Success In Ernest Hemingway's The Old Man And The Sea

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“The Old Man and the Sea” Final Paper Ernest Hemingway wrote the story “The Old Man and the Sea” in a way that does not make manifest the point of whether or not the protagonist, Santiago, is successful after returning home from the sea. When seeing the sole person he cares about, Manolin, he feels relieved after having been gone for so long. At the same time the villagers realize that the feat Santiago had achieved was unrivaled by any of the other villagers’ accomplishments. The fact that he was even able to hook such a massive fish itself was an amazing feat. However, after returning with nothing but the bone and head of the fish, it would indeed be confusing to decide as to whether or not Santiago’s catch could be considered a success. The Old Man is indeed, however, successful. Success has many different definitions, however, as defined in dictionaries that provide, not moral, but literal definitions, success is defined as accomplishing an aim or purpose. Because their are so many different definitions of success that have been developed over time, and that are still being developed, …show more content…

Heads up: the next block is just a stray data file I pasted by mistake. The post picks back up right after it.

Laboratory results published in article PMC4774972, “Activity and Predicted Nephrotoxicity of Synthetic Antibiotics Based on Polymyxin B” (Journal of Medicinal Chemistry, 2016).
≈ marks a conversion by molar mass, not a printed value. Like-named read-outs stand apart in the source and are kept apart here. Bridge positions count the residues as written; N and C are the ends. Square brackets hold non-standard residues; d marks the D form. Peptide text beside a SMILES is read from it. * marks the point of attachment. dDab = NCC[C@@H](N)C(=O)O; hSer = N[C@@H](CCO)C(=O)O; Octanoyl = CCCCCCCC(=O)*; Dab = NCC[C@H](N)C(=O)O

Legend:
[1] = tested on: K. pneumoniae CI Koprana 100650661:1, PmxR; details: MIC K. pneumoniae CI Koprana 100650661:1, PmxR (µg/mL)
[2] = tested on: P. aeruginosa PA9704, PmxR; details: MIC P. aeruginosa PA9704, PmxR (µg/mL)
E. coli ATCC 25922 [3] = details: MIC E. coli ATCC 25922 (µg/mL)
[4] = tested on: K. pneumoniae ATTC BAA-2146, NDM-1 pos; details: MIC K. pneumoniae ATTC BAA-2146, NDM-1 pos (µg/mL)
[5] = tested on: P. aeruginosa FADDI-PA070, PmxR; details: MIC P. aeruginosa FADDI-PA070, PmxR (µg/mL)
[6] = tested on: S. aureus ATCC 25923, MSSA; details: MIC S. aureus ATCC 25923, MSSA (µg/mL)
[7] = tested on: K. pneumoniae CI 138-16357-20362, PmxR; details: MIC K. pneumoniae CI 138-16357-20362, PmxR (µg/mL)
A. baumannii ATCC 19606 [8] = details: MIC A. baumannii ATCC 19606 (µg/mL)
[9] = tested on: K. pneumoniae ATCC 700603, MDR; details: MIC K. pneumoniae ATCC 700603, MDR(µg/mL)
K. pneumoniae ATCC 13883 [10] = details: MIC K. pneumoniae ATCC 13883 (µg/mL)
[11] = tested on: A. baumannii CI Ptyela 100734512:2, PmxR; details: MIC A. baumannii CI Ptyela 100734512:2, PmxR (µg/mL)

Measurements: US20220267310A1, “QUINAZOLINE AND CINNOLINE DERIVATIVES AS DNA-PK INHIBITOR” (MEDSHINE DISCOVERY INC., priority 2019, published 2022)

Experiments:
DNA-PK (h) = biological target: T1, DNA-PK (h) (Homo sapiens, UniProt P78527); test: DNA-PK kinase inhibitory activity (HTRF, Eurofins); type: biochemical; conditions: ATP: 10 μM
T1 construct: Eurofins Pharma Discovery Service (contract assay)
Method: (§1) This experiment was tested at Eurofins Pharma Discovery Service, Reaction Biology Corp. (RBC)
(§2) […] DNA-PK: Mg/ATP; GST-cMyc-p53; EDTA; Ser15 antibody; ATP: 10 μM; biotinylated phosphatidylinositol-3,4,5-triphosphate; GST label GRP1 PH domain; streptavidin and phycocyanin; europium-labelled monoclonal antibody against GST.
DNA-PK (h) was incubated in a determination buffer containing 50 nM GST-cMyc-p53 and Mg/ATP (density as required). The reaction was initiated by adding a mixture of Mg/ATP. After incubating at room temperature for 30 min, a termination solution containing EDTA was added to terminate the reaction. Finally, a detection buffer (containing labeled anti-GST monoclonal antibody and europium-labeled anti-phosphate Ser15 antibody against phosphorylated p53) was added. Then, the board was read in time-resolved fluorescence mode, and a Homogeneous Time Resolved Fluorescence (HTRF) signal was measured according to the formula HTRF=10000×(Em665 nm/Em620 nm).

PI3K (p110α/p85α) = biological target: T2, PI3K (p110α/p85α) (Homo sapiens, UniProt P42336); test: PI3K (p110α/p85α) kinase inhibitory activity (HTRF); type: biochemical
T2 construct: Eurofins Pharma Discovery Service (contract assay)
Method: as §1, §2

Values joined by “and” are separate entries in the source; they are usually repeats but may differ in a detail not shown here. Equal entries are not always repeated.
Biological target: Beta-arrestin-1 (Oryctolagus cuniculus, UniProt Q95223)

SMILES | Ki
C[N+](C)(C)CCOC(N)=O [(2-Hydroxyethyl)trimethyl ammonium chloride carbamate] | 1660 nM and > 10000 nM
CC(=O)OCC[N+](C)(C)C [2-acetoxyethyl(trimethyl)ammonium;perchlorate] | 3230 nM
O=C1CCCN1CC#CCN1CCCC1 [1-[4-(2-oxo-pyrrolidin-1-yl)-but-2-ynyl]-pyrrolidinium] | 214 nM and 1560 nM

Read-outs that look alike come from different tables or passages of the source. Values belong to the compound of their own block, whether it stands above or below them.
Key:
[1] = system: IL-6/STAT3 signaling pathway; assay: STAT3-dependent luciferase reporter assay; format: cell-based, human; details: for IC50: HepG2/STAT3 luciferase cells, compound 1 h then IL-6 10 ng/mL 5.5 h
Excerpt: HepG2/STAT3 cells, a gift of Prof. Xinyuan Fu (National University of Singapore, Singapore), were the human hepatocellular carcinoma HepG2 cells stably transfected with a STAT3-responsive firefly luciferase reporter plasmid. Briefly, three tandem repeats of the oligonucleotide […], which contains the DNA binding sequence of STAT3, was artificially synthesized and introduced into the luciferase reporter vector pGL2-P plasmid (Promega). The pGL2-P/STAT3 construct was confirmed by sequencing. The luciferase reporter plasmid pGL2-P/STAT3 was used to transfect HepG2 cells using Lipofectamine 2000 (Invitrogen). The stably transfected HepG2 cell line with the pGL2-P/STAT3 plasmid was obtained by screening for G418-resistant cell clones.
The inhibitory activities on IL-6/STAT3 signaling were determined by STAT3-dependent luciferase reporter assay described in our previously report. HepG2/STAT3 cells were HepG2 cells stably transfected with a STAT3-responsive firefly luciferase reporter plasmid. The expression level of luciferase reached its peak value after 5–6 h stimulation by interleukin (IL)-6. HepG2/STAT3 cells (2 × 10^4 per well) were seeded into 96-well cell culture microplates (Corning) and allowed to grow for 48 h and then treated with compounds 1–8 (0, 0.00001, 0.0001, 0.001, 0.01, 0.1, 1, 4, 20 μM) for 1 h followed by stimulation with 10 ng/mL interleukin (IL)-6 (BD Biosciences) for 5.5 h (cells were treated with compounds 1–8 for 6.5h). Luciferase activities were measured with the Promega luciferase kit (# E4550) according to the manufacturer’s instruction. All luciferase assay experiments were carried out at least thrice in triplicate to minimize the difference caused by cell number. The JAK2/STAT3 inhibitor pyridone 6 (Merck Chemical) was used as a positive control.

At the end of the book, the boy himself says that he has a lot to learn, and that he wants to go fishing with the Old Man once again, which suggests that the two will later on go fishing together, which meets the circumstance that was to be met. In the book, it is also stated that the young boy, Manolin, when being told that the fish the Old Man caught was eighteen feet, the boy said, “I believe it”. The Old Man stated in the book that he loves the boy, and no matter what, in the end, everyone has a goal of wanting the one they love to trust and believe in them. By saying so, the boy shows that he trusts in Santiago, which shows that the Old Man had also achieved another form of success as

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